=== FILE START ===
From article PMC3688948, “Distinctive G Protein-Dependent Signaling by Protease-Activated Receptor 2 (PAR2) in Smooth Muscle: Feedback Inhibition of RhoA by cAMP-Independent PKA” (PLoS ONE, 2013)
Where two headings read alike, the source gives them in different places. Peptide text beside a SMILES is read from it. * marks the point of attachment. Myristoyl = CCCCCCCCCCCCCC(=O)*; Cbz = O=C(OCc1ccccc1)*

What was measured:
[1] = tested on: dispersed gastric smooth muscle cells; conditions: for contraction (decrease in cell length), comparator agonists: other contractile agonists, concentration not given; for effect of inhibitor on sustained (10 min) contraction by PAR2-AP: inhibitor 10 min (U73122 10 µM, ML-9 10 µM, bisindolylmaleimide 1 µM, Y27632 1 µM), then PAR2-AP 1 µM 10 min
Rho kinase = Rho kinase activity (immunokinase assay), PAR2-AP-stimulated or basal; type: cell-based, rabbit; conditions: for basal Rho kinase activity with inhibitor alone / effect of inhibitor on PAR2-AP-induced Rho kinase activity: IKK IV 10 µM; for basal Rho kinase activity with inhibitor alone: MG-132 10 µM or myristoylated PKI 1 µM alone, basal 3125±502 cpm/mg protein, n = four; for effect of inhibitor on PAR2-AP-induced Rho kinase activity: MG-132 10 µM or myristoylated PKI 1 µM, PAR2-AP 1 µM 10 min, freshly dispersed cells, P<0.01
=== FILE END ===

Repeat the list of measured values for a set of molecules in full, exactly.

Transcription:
From article PMC3688948, “Distinctive G Protein-Dependent Signaling by Protease-Activated Receptor 2 (PAR2) in Smooth Muscle: Feedback Inhibition of RhoA by cAMP-Independent PKA” (PLoS ONE, 2013)
Where two headings read alike, the source gives them in different places. Peptide text beside a SMILES is read from it. * marks the point of attachment. Myristoyl = CCCCCCCCCCCCCC(=O)*; Cbz = O=C(OCc1ccccc1)*

What was measured:
[1] = tested on: dispersed gastric smooth muscle cells; conditions: for contraction (decrease in cell length), comparator agonists: other contractile agonists, concentration not given; for effect of inhibitor on sustained (10 min) contraction by PAR2-AP: inhibitor 10 min (U73122 10 µM, ML-9 10 µM, bisindolylmaleimide 1 µM, Y27632 1 µM), then PAR2-AP 1 µM 10 min
Rho kinase = Rho kinase activity (immunokinase assay), PAR2-AP-stimulated or basal; type: cell-based, rabbit; conditions: for basal Rho kinase activity with inhibitor alone / effect of inhibitor on PAR2-AP-induced Rho kinase activity: IKK IV 10 µM; for basal Rho kinase activity with inhibitor alone: MG-132 10 µM or myristoylated PKI 1 µM alone, basal 3125±502 cpm/mg protein, n = four; for effect of inhibitor on PAR2-AP-induced Rho kinase activity: MG-132 10 µM or myristoylated PKI 1 µM, PAR2-AP 1 µM 10 min, freshly dispersed cells, P<0.01